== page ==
Basic Usage of MongoDB in a Python Application: A Step-by-Step Guide

In this article, we’ll explore the basic usage of MongoDB in a Python application.

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MongoDB is a popular NoSQL database that allows you to store and manage data in a flexible and schema-less way. It’s a perfect fit for applications where data structures evolve over time. In this article, we’ll explore the basic usage of MongoDB in a Python application. We’ll cover the steps for connecting to MongoDB, performing common database operations, and handling data using the official Python driver, PyMongo.


Before we start, make sure you have the following prerequisites in place:

  1. MongoDB: MongoDB should be installed and running. You can download it from the official MongoDB website.

  2. PyMongo: Install the PyMongo library, which is the official MongoDB driver for Python. You can install it using pip:

    pip install pymongo

Step 1: Connecting to MongoDB

To use MongoDB in a Python application, you first need to establish a connection to the database. Here’s a basic example of how to do this:

import pymongo

# Database configuration
client = pymongo.MongoClient("mongodb://localhost:27017/")

# Check if the connection was successful
if client:
    print("Connected to MongoDB")

# Select a database
db = client["mydatabase"]

Make sure to replace "mongodb://localhost:27017/" with the appropriate connection string if your MongoDB server is running on a different host or port.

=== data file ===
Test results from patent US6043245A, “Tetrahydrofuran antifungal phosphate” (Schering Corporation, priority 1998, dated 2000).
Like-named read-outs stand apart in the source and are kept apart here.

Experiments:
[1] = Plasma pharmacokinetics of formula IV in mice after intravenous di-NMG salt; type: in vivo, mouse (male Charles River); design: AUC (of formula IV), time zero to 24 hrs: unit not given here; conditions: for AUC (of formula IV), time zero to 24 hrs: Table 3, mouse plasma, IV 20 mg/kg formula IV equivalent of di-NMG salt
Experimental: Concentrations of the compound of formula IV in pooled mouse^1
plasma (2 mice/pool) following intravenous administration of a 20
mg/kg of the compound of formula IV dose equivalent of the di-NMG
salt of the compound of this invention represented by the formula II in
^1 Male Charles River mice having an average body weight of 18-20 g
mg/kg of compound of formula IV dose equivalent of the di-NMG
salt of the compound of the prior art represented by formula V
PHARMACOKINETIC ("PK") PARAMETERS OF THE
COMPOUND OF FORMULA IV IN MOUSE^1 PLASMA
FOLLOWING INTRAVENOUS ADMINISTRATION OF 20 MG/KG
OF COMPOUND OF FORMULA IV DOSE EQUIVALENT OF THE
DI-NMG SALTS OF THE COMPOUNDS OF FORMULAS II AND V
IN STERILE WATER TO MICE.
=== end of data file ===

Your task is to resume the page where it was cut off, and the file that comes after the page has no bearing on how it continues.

Step 2: Performing Database Operations

Once connected, you can perform various database operations, such as creating collections, inserting documents, querying data, updating records, and deleting documents. Here are some examples:

Creating a Collection

In MongoDB, data is stored in collections. You can create a collection like this:

mycollection = db["mycollection"]

Inserting Documents

You can insert documents into a collection like this:

data = {
    "name": "John Doe",
    "email": "[email protected]",
    "age": 30

result = mycollection.insert_one(data)
print("Document inserted with ID:", result.inserted_id)

Querying Data

You can query data using various criteria. Here’s how to retrieve documents from a collection:

query = {"name": "John Doe"}

results = mycollection.find(query)

for doc in results:

Updating Documents

You can update documents in a collection like this:

filter_query = {"name": "John Doe"}
update_query = {"$set": {"age": 31}}

result = mycollection.update_one(filter_query, update_query)

print(result.modified_count, "document(s) updated.")

Deleting Documents

You can delete documents from a collection like this:

delete_query = {"name": "John Doe"}

result = mycollection.delete_one(delete_query)

print(result.deleted_count, "document(s) deleted.")

Step 3: Error Handling

It’s important to handle errors gracefully when working with databases. In the examples above, PyMongo provides error handling for many common database errors. You can catch and handle exceptions as needed in your application.


In this article, we’ve covered the basic usage of MongoDB in a Python application using PyMongo. You’ve learned how to connect to MongoDB, create collections, insert documents, query data, update records, and delete documents. MongoDB’s flexible and schema-less nature makes it suitable for various types of applications, from small-scale projects to large-scale, data-intensive systems. These fundamental skills will serve as a solid foundation for building more complex applications with MongoDB and Python.